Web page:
Dach Sommer

Indoor air quality and a pleasant living environment

Effective airtightness keeps indoor spaces cooler for longer in summer, and prevents excessively dry indoor air and mould formation in winter.

Thermal comfort in summer

Thermal protection in summertime is characterised by the time in hours that it takes for the heat present underneath the roof covering to reach the inside of the structure (phase shift), and by the associated increase in the interior temperature in degrees Celsius (°C) relative to the exterior temperature (amplitude damping).

Cool interiors during hot summer weather

To quantify thermal protection in summer, the phase shift and amplitude damping should be calculated. An airtight thermal insulation structure is assumed here. The heat is conducted to the interior in a relatively sluggish manner (depending on the type and characteristics of the insulation material).

Quick heating up due to air flow

Gaps in the airtightness layer result in air flow from the outside to the inside and thus also in a high exchange of air as a result of the large differential in temperature and pressure between the indoor and outdoor environments. The thermal insulation can then no longer contribute effectively to summer heat insulation and an unpleasant, excessively warm room climate is the result.

Preventing unhealthy indoor environments in winter

The relative humidity in homes should be a comfortable 40–60% during the heating season. A room climate that is too dry is bad for our health.

Dry cold air penetrates through unsealed gaps

The frequently encountered phenomenon of dry indoor air in wintertime is a consequence of the fact that cold outdoor air enters into buildings though gaps. If this cold air is warmed up by heating, its relative humidity content drops. For this reason, buildings with poor airtightness tend to have air that is too dry in winter, and this cannot be rectified to any significant extent by humidification equipment. The consequence is an unpleasant indoor climate. Low relative humidity has a negative effect on our health and comfort levels.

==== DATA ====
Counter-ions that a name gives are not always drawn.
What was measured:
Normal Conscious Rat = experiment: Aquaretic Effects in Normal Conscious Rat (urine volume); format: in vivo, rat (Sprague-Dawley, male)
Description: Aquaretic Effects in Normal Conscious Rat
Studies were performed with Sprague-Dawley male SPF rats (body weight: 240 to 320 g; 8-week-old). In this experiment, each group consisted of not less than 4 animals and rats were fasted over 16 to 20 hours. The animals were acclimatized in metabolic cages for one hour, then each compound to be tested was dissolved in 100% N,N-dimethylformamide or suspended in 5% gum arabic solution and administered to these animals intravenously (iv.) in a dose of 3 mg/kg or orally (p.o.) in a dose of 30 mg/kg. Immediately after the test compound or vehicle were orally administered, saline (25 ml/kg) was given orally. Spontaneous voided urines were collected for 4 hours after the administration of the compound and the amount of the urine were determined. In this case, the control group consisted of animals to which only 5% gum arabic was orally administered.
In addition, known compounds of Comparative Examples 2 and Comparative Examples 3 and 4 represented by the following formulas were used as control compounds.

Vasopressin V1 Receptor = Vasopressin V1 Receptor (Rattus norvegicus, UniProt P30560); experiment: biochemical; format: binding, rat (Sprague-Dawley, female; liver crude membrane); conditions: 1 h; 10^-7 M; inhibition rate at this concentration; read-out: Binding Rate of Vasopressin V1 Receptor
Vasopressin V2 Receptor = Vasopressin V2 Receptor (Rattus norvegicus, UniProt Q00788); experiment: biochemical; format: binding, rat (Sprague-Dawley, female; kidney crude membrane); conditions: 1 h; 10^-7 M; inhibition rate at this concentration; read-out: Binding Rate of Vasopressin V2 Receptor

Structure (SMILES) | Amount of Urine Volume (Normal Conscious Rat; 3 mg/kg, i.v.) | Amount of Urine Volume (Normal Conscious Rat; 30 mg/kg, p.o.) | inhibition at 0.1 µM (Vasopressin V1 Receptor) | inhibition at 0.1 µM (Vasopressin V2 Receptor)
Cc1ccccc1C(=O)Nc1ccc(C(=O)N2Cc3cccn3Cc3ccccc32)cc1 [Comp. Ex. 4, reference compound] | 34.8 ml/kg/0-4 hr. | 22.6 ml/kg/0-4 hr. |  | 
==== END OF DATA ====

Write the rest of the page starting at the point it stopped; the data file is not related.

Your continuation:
Example: Cold air at 5 °C can hold a maximum of 2 g/m³ of humidity (standard outdoor winter climate as per DIN 4108-3) at a relative humidity of 80%. If this air is heated to 20 °C (standard indoor winter climate), the relative humidity falls to 11.6%.

Mould formation due to condensation

Damage to structures caused by mould formation may occur when humid, warm indoor air enters into the thermal insulation structure in winter – e.g. through gaps in the vapour retarder and airtightness layers – and large amounts of moisture condense. Many mould fungi release poisons – such as MVOCs (microbial volatile organic compounds) – and spores as secondary metabolic products that are harmful to human health. These are a leading cause of allergies. Humans should avoid all contact with mould fungi. It does not make any difference in this regard whether the MVOCs or spores enter into the human body in the stomach through our food or else into the lungs if they are present in the air we breathe.

Systems for reliable building sealing